the iron in his mouth, and the control that kept him near that
terrible convulsion of nature going on overhead. Jim was motionless,
each hand like iron on the rein——yet with gentleness, for he knew the
great black brute was only a baby after all, and a badly frightened
baby at that. Cecil, coming by on Betty, his face white, looked aghast
at the struggle between horse and rider, and fled on homewards. The
thunder pealed, and the lightning lit the sky in forked darts.
Possibly the rain steadied Monarch, or sense came back to him
through Jim's voice. He stopped suddenly, planting all four feet wide
apart on the ground. Jim patted his neck, and spoke to him, and the
tension went out of the big horse. He stood trembling a little.
"Slip along," nodded Jim to Norah.
Bobs and Nan went off together. Behind them, Monarch broke into a
canter, obedient once more.
Five minutes later they were at the stables, Billy out in the wet
to take the horses. The storm was raging still, but there were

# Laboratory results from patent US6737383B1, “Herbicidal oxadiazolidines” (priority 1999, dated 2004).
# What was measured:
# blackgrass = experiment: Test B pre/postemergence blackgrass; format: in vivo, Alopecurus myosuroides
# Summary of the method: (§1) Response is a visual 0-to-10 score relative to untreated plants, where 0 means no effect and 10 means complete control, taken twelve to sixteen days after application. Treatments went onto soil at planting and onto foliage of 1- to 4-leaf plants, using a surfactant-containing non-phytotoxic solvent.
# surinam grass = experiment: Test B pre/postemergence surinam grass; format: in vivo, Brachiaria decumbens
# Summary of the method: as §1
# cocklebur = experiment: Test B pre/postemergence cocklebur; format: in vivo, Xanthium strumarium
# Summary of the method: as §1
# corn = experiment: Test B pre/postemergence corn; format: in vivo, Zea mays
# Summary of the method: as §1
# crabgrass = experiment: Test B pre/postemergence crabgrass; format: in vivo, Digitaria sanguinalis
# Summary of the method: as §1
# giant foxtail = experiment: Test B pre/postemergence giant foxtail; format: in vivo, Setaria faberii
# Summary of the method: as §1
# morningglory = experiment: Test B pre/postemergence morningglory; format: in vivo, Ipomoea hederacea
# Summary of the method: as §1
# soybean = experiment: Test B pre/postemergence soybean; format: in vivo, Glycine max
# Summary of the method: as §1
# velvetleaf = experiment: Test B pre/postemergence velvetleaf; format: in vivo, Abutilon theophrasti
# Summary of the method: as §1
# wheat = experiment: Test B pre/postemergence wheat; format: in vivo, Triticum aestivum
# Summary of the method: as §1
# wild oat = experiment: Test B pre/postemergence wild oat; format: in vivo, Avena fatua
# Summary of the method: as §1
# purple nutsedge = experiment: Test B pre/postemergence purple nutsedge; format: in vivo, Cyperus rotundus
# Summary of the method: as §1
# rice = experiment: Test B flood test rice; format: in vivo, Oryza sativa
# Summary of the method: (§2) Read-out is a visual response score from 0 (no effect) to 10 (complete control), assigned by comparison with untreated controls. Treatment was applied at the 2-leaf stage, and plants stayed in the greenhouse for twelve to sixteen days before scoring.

coolness and refreshment in the air. Billy grinned at the three soaked
riders as they slipped to the ground, and then at Brown Betty,
trotting down the hill in the rain. There was no sign of Cecil, who
had fled indoors.
"Him plenty 'fraid," said the black retainer, his grin widening.
"Him run like emu!" His eagle gaze dwelt on Monarch, who was still
trembling and excited.
"Been buck?" he asked, his eyes round.
"Plenty!" Jim laughed. "All right, Billy, I'll let him go myself."
CHAPTER IX. THE BILLABONG DANCE
The slope beyond is green and still,
And in my dreams I dream,
The hill is like an Irish hill
Beside an Irish stream.
"Don't dress to-night, if you don't mind, Cecil," said Jim, putting
his head into his cousin's room.
"Not dress?" Evening clothes were part of Cecil's training, and he
kept to them rigidly, putting on each night for dinner what Murty
O'Toole, having seen in wonder, referred to as "a quare little
cobbed-shwaller-tail jacket." He regarded with fine scorn the cheerful